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monoceres

Using Sin() with degrees

7 posts in this topic

#1 ·  Posted (edited)

I'm currently writing a simple triangle solver app, but I'm having troubles when using the law of sines ( a/Sin(A) = b/Sin(B) ).

Here's my problem:

#include <math.au3>
; When testing this on my calculator I get around 19 which is correct but this doesn't (-4.03)
MsgBox(0,"",(10/_Degree(Sin(10)))*_Degree(Sin(160)))
; Oh and neither does this:
MsgBox(0,"",(10/Sin(10))*Sin(160))
; This works however:
MsgBox(0,"",(10/_Degree(Sin(10)))*_Degree(Sin(10)))

I know it's the stupid radians fault but how do I fix it?

Edited by monoceres

Broken link? PM me and I'll send you the file!

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When you use the Sin() function, you must always give it a paramater in radians, and it will always return a number in radians. I see at some points you are using 160 which is most likely degrees. Make sure you pay close attention to which numbers you use as paramaters.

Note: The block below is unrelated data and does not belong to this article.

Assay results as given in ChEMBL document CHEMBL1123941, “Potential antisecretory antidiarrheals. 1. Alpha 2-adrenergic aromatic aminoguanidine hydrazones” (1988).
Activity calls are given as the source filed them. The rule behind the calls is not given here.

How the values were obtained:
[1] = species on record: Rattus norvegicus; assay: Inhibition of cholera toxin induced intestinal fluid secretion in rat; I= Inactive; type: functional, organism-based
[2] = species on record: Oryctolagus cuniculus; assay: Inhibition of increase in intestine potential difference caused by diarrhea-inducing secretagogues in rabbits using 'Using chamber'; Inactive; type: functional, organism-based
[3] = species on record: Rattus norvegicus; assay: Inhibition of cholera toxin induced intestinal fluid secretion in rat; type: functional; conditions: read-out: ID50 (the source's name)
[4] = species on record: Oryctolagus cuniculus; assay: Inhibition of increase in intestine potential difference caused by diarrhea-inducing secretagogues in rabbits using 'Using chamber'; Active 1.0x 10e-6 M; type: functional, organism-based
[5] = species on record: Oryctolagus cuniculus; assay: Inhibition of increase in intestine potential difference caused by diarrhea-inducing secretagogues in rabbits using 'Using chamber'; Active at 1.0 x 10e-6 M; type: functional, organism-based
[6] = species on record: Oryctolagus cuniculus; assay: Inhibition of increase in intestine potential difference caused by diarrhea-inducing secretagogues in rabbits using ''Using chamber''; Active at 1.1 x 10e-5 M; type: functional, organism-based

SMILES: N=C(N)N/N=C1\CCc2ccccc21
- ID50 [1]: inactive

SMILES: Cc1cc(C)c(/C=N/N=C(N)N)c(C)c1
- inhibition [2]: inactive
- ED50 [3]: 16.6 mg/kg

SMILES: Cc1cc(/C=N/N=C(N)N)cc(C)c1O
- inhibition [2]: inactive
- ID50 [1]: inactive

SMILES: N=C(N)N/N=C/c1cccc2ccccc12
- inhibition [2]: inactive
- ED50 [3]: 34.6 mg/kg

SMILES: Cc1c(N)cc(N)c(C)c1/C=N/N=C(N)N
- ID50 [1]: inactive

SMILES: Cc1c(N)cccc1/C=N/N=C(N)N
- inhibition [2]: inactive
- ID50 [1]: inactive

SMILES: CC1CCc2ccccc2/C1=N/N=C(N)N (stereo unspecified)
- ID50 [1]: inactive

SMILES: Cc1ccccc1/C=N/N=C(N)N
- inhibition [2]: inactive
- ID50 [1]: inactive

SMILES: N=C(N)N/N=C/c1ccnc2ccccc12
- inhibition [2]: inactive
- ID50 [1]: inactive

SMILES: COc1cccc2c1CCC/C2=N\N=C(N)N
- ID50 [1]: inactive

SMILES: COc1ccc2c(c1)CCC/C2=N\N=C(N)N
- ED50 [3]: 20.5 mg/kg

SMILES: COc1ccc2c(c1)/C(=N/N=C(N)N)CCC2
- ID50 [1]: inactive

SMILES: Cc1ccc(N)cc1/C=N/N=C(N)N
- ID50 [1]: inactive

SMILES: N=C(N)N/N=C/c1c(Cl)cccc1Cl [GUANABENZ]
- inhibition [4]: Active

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When you use the Sin() function, you must always give it a paramater in radians, and it will always return a number in radians. I see at some points you are using 160 which is most likely degrees. Make sure you pay close attention to which numbers you use as paramaters.

Of course how foolish of me.

Thanks for looking into it :D


Broken link? PM me and I'll send you the file!

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Take a look at this:

#463161

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When you use the Sin() function, you must always give it a paramater in radians, and it will always return a number in radians. I see at some points you are using 160 which is most likely degrees. Make sure you pay close attention to which numbers you use as paramaters.

@Everyone, especially monoceres

This is not so. Sin(x) does not return a number in any particular unit. It merely returns the value of the ratio of the length of the opposite side to the length of the hypotenuse of one of the non right angles in a right triangle whose angle measure is x. The angle measure is traditionally given in radians for Sine, Cosine, and Tangent functions because radians are the natural units of a circle. The only reason we use degrees is because the greeks had some fascination with using degrees instead of the more natural radians.